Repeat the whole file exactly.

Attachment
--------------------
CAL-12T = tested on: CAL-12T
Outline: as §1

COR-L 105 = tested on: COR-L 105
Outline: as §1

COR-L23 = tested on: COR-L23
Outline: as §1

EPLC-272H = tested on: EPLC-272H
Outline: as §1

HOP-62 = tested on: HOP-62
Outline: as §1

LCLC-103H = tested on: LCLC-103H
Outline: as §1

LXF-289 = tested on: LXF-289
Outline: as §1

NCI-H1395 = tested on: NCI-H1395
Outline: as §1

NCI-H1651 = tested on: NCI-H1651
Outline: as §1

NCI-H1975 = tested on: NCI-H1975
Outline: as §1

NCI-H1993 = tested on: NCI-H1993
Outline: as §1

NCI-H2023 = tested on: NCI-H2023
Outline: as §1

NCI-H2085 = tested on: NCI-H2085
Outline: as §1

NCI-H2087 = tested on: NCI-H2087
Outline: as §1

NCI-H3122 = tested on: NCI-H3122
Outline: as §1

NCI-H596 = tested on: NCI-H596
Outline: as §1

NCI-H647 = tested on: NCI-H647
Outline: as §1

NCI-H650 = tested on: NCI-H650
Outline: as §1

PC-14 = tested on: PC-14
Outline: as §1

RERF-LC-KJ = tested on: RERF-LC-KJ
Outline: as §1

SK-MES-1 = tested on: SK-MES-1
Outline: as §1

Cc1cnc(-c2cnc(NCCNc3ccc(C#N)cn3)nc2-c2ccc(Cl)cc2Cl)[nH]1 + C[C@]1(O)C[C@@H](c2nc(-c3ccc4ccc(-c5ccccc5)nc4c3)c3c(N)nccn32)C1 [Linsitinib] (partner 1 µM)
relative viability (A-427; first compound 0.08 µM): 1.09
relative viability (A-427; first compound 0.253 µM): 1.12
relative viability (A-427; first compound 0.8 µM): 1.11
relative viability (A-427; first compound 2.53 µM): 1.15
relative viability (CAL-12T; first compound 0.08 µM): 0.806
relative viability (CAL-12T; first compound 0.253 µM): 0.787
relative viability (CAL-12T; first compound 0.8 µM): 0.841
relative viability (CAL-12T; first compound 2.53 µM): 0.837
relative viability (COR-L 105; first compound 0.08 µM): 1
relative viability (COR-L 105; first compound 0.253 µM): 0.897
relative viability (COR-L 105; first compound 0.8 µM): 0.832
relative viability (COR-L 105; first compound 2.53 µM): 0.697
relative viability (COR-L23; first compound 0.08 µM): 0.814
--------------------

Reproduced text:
CAL-12T = tested on: CAL-12T
Outline: as §1

COR-L 105 = tested on: COR-L 105
Outline: as §1

COR-L23 = tested on: COR-L23
Outline: as §1

EPLC-272H = tested on: EPLC-272H
Outline: as §1

HOP-62 = tested on: HOP-62
Outline: as §1

LCLC-103H = tested on: LCLC-103H
Outline: as §1

LXF-289 = tested on: LXF-289
Outline: as §1

NCI-H1395 = tested on: NCI-H1395
Outline: as §1

NCI-H1651 = tested on: NCI-H1651
Outline: as §1

NCI-H1975 = tested on: NCI-H1975
Outline: as §1

NCI-H1993 = tested on: NCI-H1993
Outline: as §1

NCI-H2023 = tested on: NCI-H2023
Outline: as §1

NCI-H2085 = tested on: NCI-H2085
Outline: as §1

NCI-H2087 = tested on: NCI-H2087
Outline: as §1

NCI-H3122 = tested on: NCI-H3122
Outline: as §1

NCI-H596 = tested on: NCI-H596
Outline: as §1

NCI-H647 = tested on: NCI-H647
Outline: as §1

NCI-H650 = tested on: NCI-H650
Outline: as §1

PC-14 = tested on: PC-14
Outline: as §1

RERF-LC-KJ = tested on: RERF-LC-KJ
Outline: as §1

SK-MES-1 = tested on: SK-MES-1
Outline: as §1

Cc1cnc(-c2cnc(NCCNc3ccc(C#N)cn3)nc2-c2ccc(Cl)cc2Cl)[nH]1 + C[C@]1(O)C[C@@H](c2nc(-c3ccc4ccc(-c5ccccc5)nc4c3)c3c(N)nccn32)C1 [Linsitinib] (partner 1 µM)
relative viability (A-427; first compound 0.08 µM): 1.09
relative viability (A-427; first compound 0.253 µM): 1.12
relative viability (A-427; first compound 0.8 µM): 1.11
relative viability (A-427; first compound 2.53 µM): 1.15
relative viability (CAL-12T; first compound 0.08 µM): 0.806
relative viability (CAL-12T; first compound 0.253 µM): 0.787
relative viability (CAL-12T; first compound 0.8 µM): 0.841
relative viability (CAL-12T; first compound 2.53 µM): 0.837
relative viability (COR-L 105; first compound 0.08 µM): 1
relative viability (COR-L 105; first compound 0.253 µM): 0.897
relative viability (COR-L 105; first compound 0.8 µM): 0.832
relative viability (COR-L 105; first compound 2.53 µM): 0.697
relative viability (COR-L23; first compound 0.08 µM): 0.814